11.  Applications for non-public funding for Overseas Sports Visits will be considered as a single grant from the Sports Lottery. Applications are to be made using Form RNSL1 applications form.
 
12.   Grants to individuals undertaking overseas sport visits to the following geographic areas are for up to a maximum of:
 
a. Mainland Europe - £350
 
b. Eastern Mediterranean (includes Cyprus and Turkey)   - £400
 
c. East Coast USA and East Coast Canada, Middle East  - £500
 
d. West Coast USA, West Coast Canada - £600
 
e. South Africa, South America, Far East and Australia.  - £800
 
The figures above are by no means guaranteed and will depend on affordability and whether the aims of the visit could be achieved at lesser expense at an alternative venue. It is stressed that the figures per person are an absolute maximum and should not be seen as a spending target. RNRM Sports Lottery membership is a condition of grant approval.
 
13.  Personal contributions should be not less than 30% and no more than 50% of the total cost. This, together with the maximum grant for geographical areas will assist in assessing the upper limit for the cost of the tour. Whilst further assistance may be sought from Corps, Unit Welfare Funds or sponsorship, money from Association Annual Sports Grants, which is designed to fund operating costs only, is not to be committed.
 
14.   Regional/Unit tours are normally to be restricted to European destinations, except for ships deployed. Teams wishing to travel further will be restricted to maximum grants of:
 
a.   Unit team – the European rate of £350
 
b.   Regional Team – the Eastern Mediterranean rate £400
 
Regional/Unit teams are to inform the relevant parent RN Sports Association of their intention to tour at the earliest opportunity and seek their advice and endorsement.
 
REPRESENTATIVE SPORTS TEAMS – TRAINING AND CONDITIONING CAMPS
 
15.   Over recent years it has become increasingly apparent that teams representing the Royal Navy have, on occasions, been disadvantaged by not having access to the quality of training facilities enjoyed by the sportsmen and women of the other two Services.  In an attempt to redress the balance it has been recognised that there may be circumstances where our teams would be better prepared if they were allowed access to training and conditioning camps aimed specifically at making them competitive at Inter Service level.
 
16. It has been agreed that bids may be submitted to the RNRM Sports Lottery by RN and RM Sports Associations who believe they have a sufficiently strong case to undertake a training camp. Bids will be subject to the scrutiny procedures contained in the ‘Applications Criteria and Guidance for Grants from the RN/RM Sports Lottery”.
 
17. Training and Conditioning camps are to be structured to enhance the fitness and skills of established sportsmen and women in preparation for a specific event and will, therefore, be limited to those participants who have the proven ability, or potential to benefit from high quality training and coaching.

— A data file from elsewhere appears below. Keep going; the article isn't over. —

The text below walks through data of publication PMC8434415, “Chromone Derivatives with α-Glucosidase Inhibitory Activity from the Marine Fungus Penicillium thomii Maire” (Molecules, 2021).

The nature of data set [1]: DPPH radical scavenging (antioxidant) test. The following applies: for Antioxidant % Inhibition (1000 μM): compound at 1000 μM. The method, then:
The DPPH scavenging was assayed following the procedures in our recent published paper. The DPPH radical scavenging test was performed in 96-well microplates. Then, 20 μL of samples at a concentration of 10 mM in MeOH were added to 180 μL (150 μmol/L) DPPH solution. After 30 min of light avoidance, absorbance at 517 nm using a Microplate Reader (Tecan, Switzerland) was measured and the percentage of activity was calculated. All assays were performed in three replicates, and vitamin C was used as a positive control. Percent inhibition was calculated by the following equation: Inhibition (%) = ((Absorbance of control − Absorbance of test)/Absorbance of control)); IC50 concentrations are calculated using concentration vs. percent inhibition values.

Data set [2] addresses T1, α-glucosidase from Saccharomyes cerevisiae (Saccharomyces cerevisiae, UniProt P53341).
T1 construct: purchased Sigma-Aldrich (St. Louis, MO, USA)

18. In order that a common rationale can be applied to training camp applications the following criteria will be used:
 
a. Applications must be forwarded through parent RN and RM Sports Associations having first been properly scrutinised and approved.
 
b. Participants must be members of the Association’s representative squad with the potential to compete as a part of the representative team.
 
c. Training camps must be designed around a properly structured training and conditioning programme supported by a suitably qualified coach/trainer.
 
d. The training camp must have a clearly identified objective and be specifically targeted at an event of at least Inter Service standard.
 
e. The timing and location of the training camp must have a direct bearing on the event being targeted.
 
Tour Numbers
 
19.  The numbers of participants allowed on an overseas visit is shown at the Annex. These figures have been agreed by the Combined Services Sport Board and any increase requires the specific approval of SO1NSR.
 
Additional Information
 
20.   Whilst parties must be in possession of in-date passports and Service ID cards, some destinations require additional documentation including VISAs, NATO Travel Orders and Medical Exempt Letters etc. There may also be a requirement to make contact with the military authorities once in the country. Information relating to destinations requiring specific pre tour action can be obtained through SO1NSR’s office. If in doubt ask.
 
Reciprocal Visits
 
21.  It must be borne in mind that if reciprocal visits to UK are offered whilst on tour no funding for these visits will be made available from central non-public funds. Visit organisers are to guard against making reciprocal offers which later result in financial embarrassment to their Association.
 
Reports
 
22. A short summary of each overseas visit undertaken, including financial and logistic arrangements, is to be submitted to this office within one month of completion of all approved visits. These are made available to subsequent visit organisers for advice and guidance.